I applaud your tenacity and hard work in getting through college. Contrast it with another person who might have been in your position who instead lied, cheated, or stole his/her way through because they didn’t want to work to get what they wanted? Contrast it with the guy who (instead of doing it the old fashioned way of working and saving up his money) sold his kidney for an i-pod? He wasn’t willing to work; he wasn’t willing to wait. He wanted that instant gratification and he wanted it now.
      I could go on and on about what’s going on in America, but that would be depressing. Yes, there is corruption, and an overwhelming feeling of entitlement in a lot of the minds of man today, but let me assure you that I share your belief (and hope and dream) than humanity will eventually expand beyond its current sphere (beyond even space). With the ability to adapt, and hope and dream and create, what isn’t possible?
      I thank you for reminding me of that.

  5. Wine Guy says:

    @ Tiff:
    I have very little patience for those who are not willing to put in the effort to do a job properly and then expect to be compensated for it. I won’t say that a kidney isn’t worth an i-Pad – but I will absolutely say that I hope the lad learned something from his experience. If not, well, his life can still be a learning experience for someone else.

    I agree with you that many people expect much in return for little – and it isn’t just in the U.S. I’ve lived overseas. If you think people in the U.S. feel entitled, you’ve never heard an Italian or Greek complain about their benefits or perceived lack thereof.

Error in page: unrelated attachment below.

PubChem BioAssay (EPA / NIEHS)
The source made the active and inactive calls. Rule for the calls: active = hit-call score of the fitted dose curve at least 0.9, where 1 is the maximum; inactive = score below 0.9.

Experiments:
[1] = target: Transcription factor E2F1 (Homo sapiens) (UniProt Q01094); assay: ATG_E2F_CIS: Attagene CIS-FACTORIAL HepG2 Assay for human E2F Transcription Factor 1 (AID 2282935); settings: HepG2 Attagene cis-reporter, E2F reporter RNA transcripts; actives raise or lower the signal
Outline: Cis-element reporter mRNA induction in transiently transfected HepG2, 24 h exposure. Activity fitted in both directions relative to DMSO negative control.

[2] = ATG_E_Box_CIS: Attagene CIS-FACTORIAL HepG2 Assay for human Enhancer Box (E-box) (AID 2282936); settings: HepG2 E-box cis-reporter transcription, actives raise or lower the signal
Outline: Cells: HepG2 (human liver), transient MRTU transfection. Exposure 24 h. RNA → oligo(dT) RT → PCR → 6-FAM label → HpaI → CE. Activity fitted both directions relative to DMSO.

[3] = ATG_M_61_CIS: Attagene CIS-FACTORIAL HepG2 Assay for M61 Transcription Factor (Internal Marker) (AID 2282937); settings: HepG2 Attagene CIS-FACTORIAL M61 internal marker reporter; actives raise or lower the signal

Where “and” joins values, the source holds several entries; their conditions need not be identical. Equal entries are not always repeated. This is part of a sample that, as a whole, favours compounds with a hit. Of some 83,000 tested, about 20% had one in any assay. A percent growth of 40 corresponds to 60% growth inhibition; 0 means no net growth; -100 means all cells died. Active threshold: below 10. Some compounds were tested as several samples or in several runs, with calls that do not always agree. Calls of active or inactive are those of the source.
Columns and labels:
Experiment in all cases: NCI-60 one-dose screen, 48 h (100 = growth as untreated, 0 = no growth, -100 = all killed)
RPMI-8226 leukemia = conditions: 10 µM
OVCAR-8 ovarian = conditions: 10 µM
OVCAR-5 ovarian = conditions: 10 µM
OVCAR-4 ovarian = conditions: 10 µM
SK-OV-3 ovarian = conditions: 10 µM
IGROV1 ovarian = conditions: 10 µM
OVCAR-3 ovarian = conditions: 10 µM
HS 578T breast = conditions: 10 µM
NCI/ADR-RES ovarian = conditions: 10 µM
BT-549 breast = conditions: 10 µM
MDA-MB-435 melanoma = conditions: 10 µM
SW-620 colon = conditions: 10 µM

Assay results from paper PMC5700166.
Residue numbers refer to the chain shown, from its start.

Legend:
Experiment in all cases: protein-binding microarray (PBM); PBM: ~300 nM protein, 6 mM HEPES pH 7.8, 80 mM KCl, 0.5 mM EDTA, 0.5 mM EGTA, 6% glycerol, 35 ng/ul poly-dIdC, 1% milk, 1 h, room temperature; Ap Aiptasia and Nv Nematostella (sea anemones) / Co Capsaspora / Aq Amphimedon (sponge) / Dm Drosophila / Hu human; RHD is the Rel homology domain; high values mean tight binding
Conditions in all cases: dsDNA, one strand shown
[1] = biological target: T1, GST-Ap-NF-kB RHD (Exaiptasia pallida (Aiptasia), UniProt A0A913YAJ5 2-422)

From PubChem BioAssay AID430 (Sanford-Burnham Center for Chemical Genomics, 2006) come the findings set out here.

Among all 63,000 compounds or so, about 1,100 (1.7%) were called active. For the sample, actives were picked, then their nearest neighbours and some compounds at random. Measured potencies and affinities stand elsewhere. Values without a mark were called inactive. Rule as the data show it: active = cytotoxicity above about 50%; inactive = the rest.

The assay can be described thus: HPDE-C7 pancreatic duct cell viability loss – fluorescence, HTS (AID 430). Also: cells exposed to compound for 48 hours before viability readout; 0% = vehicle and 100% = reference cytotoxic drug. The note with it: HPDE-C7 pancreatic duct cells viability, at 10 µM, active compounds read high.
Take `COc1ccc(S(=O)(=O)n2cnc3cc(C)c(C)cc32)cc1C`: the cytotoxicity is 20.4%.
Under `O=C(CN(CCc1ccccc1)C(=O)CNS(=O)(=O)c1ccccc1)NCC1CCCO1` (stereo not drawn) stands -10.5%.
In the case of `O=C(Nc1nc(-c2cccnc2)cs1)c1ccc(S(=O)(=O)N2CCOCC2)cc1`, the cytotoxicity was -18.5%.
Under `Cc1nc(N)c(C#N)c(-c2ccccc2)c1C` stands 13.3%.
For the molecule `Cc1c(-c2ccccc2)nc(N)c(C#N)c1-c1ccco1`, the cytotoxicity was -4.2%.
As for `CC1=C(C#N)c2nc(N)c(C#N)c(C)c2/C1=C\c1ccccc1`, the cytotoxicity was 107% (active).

I bring this up because American’s see themselves as rugged individualists, but there’s almost nowhere for that to actually happen these days. The Old West is now civilized. Less than 5% of the population has been part of the military where self-reliance and initiative is expected on a day to day basis (and even the military is becoming more of a managerial thing than a leadership thing – ask anyone who’s been in for more than 5 years -I was in for 10). When we AS A CULTURE lose our self-image of self-reliance, what comes next? Right now, we’re finding out.

  6. Alan says:

    Wine Guy, your attitude is commendable. I absolutely concur with the notion that people get what they deserve, If you don’t work for it, put forth the effort, the product will not be worth having. This is a common theme in today’s culture. That people deserve more, for less, with less effort. That sense of entitlement, which has been discussed here on LEM’s blog previously.

    I believe you’re right about the direction of the US culture. The loss of self-reliance and the expectation that others will provide the support and initiative needed for continued progress is depressing in many ways.